News

    Niger Famine Spotlights Infrastructure Issues

    Although the president of Niger recently said there is no famine in his country, the U.N. World Food Program sees it differently, estimating that more than 2.5 million Nigerians are at high risk of severe malnutrition.  It is appealing for nearly $60 million of food aid to combat the food crisis. 

    Whether it's called a food shortage or famine, the larger questions are: how did conditions become so desperate and what are the long-term solutions?

    At an emergency medical center in the village of Dakoro in Niger, a woman is refusing all food or treatment.

    "They all died," says the woman about three of her children who recently starved to death.  The fourth is in critical condition. 

    The world is now responding to images of starving children in Niger with an outpouring of aid and assistance.  But was this tragedy avoidable?

    "For them, increasing agriculture production is not a priority,” according to Sanoussi Jakou, leader of Niger's opposition party Al Umat. He says the government ignored the problem to avoid public criticism and the government has been sending mixed signals.  

    Nigerien President Mamadou Tanja recently said there is no famine in Niger because there is plenty of food for sale on the streets of the capital Niamey.  

    But Niger's Agriculture Minister Moussa Labo says his government has been asking for assistance for months. "Since November the government made the international community aware of the need to provide support to Niger."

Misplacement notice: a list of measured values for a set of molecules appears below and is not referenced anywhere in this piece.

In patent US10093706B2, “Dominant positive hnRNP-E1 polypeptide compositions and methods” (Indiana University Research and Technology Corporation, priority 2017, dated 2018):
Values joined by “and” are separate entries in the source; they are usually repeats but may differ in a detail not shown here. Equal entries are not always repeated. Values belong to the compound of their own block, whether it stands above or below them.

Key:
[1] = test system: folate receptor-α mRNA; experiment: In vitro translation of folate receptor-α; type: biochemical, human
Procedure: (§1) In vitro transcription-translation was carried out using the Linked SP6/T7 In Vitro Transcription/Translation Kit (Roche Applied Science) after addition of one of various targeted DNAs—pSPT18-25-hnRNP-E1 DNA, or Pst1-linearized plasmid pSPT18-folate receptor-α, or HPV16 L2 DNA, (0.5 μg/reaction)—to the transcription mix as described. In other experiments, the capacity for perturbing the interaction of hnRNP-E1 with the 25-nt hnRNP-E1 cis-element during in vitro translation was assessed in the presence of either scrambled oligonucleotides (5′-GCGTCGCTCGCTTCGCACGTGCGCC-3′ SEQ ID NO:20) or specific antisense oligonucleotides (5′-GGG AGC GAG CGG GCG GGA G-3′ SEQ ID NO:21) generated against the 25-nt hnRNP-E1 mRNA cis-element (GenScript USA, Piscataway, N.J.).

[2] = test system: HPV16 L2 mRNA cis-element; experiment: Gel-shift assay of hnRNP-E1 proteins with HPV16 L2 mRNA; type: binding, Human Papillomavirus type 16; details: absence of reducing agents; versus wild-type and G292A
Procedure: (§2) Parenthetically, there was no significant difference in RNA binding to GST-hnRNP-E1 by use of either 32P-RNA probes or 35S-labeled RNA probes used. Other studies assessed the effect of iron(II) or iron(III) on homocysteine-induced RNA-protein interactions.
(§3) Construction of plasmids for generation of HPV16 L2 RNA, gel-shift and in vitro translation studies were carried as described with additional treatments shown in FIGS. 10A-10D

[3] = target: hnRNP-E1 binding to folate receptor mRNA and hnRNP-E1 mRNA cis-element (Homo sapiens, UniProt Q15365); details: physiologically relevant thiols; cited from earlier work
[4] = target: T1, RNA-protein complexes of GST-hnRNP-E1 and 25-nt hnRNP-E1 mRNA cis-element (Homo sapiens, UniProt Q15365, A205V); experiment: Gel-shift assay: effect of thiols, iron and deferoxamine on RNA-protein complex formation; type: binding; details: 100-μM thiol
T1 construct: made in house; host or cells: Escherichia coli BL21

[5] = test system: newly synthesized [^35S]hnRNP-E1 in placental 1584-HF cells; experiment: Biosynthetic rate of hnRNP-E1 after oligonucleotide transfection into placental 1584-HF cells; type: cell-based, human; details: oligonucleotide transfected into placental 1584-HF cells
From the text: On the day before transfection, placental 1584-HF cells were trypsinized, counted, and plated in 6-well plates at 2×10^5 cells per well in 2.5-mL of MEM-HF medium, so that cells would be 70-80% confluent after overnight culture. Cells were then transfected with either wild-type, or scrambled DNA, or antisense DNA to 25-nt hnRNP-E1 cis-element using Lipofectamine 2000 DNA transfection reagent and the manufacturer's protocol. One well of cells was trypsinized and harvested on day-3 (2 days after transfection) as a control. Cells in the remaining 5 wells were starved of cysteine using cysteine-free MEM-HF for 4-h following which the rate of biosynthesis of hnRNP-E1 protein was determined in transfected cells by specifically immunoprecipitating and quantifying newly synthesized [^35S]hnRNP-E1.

Humanitarian organizations, like Doctors without Borders and the United Nations Children Fund, say they too have been calling for increased aid.   But some here say relief efforts may have been delayed by the both the government's and the international community's insistence on adhering to market reform policies. 

    They fear that flooding the streets with free food could make the country more dependent on aid in the future.  But the high cost of grain as a result of the drought has left many in dire straits. 

    Nomadic people are leaving Niger hoping for a better deal elsewhere to trade their livestock for grain.   But poor farmers have nowhere to go. 

    Oumarou Janbiri says he lost everything in the drought and does not even have enough money to buy seed for this year's crop. "I have nothing.  What am I to do?"  He doesn't know how he will provide for his family.  He has three wives and 21 children. 

    Economist Chako Cherif, with the University of Niamey, says Mr. Janbiri's large family is also part of the problem in Niger, a county that in the best of times does not produce enough food to feed all its people.  Breaking the cycle of poverty, Mr. Cherif says, will require both increasing food production and curbing population growth. "Because it is a very very deep paradigm shift.  We have to change our attitudes. Government. Civil Society."

    But now with so many children at risk all sides agree that they must address the immediate needs of the poor in Niger before developing long-term solutions. 

    This forum has been closed.
    Comments
         
    There are no comments in this forum. Be first and add one

    Featured Videos

    Your JavaScript is turned off or you have an old version of Adobe's Flash Player. Get the latest Flash player.
    Vietnamese-American Youth Optimistic About Obama's Visit to Vietnami
    X
    Elizabeth Lee
    May 22, 2016 6:04 AM
    U.S. President Barack Obama's visit to Vietnam later this month comes at a time when Vietnam is seeking stronger ties with the United States. Many Vietnamese Americans, especially the younger generation, are optimistic Obama’s trip will help further reconciliation between the two former foes. Elizabeth Lee has more from the community called "Little Saigon" located south of Los Angeles.
    Video

    Video Vietnamese-American Youth Optimistic About Obama's Visit to Vietnam